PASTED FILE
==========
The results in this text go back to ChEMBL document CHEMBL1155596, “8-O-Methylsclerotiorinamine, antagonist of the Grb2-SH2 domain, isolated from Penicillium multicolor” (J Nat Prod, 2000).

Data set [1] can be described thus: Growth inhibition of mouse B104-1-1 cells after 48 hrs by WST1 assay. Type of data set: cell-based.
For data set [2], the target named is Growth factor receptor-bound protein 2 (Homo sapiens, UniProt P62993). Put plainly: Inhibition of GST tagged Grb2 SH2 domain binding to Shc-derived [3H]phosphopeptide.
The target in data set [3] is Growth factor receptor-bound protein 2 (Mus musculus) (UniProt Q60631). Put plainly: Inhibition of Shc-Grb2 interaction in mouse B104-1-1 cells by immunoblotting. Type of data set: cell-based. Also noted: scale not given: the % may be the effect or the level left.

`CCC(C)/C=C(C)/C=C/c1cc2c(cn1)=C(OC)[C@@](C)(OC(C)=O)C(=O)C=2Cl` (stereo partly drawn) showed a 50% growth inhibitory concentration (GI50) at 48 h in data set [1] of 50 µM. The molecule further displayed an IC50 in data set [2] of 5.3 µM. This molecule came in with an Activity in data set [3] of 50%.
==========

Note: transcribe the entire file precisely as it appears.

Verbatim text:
The results in this text go back to ChEMBL document CHEMBL1155596, “8-O-Methylsclerotiorinamine, antagonist of the Grb2-SH2 domain, isolated from Penicillium multicolor” (J Nat Prod, 2000).

Data set [1] can be described thus: Growth inhibition of mouse B104-1-1 cells after 48 hrs by WST1 assay. Type of data set: cell-based.
For data set [2], the target named is Growth factor receptor-bound protein 2 (Homo sapiens, UniProt P62993). Put plainly: Inhibition of GST tagged Grb2 SH2 domain binding to Shc-derived [3H]phosphopeptide.
The target in data set [3] is Growth factor receptor-bound protein 2 (Mus musculus) (UniProt Q60631). Put plainly: Inhibition of Shc-Grb2 interaction in mouse B104-1-1 cells by immunoblotting. Type of data set: cell-based. Also noted: scale not given: the % may be the effect or the level left.

`CCC(C)/C=C(C)/C=C/c1cc2c(cn1)=C(OC)[C@@](C)(OC(C)=O)C(=O)C=2Cl` (stereo partly drawn) showed a 50% growth inhibitory concentration (GI50) at 48 h in data set [1] of 50 µM. The molecule further displayed an IC50 in data set [2] of 5.3 µM. This molecule came in with an Activity in data set [3] of 50%.